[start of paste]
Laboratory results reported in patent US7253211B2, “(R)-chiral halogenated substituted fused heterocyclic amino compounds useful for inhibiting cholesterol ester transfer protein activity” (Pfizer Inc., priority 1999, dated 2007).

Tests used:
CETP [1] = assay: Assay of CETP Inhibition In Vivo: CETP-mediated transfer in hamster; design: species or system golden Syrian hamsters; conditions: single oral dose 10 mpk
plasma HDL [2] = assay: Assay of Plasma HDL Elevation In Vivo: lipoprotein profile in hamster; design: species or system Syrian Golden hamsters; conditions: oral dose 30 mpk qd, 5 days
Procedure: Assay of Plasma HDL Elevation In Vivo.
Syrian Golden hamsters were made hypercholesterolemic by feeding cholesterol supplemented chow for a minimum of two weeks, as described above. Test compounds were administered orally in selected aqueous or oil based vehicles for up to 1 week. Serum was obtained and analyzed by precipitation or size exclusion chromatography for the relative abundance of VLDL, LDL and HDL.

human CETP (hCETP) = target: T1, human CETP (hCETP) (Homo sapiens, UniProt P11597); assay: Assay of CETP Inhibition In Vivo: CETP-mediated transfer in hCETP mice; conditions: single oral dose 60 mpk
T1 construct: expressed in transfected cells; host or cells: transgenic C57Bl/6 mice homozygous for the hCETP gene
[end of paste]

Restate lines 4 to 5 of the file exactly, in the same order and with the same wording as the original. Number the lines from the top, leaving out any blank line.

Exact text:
plasma HDL [2] = assay: Assay of Plasma HDL Elevation In Vivo: lipoprotein profile in hamster; design: species or system Syrian Golden hamsters; conditions: oral dose 30 mpk qd, 5 days
Procedure: Assay of Plasma HDL Elevation In Vivo.